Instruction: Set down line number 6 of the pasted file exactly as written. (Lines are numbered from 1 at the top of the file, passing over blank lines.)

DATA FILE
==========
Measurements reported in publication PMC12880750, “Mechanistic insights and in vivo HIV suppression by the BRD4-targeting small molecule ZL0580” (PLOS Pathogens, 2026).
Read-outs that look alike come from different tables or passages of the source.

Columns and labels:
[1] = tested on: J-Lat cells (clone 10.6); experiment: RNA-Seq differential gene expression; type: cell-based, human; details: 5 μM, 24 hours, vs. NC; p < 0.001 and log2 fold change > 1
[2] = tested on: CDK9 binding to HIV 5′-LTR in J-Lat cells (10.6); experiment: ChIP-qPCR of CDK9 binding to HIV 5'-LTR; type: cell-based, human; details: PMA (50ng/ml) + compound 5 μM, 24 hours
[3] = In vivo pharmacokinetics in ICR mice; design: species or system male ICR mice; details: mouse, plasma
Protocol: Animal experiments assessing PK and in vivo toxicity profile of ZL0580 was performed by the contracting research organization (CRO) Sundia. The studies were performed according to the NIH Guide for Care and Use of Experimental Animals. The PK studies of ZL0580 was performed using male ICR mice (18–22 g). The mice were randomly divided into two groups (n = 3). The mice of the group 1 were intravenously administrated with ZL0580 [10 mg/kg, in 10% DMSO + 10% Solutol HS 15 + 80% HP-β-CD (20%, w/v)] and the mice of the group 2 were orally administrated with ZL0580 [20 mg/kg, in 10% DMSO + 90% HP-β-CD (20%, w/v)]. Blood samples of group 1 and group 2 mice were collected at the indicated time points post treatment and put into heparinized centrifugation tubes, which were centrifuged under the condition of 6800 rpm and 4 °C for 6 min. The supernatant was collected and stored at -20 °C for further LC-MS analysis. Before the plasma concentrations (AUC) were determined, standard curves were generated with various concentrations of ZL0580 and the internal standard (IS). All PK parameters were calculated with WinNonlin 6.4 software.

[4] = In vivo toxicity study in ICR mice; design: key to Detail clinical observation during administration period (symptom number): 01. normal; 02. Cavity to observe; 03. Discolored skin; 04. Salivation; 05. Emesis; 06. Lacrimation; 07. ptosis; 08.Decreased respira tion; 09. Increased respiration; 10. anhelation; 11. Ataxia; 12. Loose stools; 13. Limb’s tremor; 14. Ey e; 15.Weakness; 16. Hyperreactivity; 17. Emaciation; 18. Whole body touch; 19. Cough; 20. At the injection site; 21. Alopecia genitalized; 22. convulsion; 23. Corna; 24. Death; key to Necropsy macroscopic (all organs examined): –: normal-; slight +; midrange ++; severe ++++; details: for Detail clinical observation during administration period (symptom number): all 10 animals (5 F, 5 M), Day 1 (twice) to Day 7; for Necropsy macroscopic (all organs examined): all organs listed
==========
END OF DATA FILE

[3] = In vivo pharmacokinetics in ICR mice; design: species or system male ICR mice; details: mouse, plasma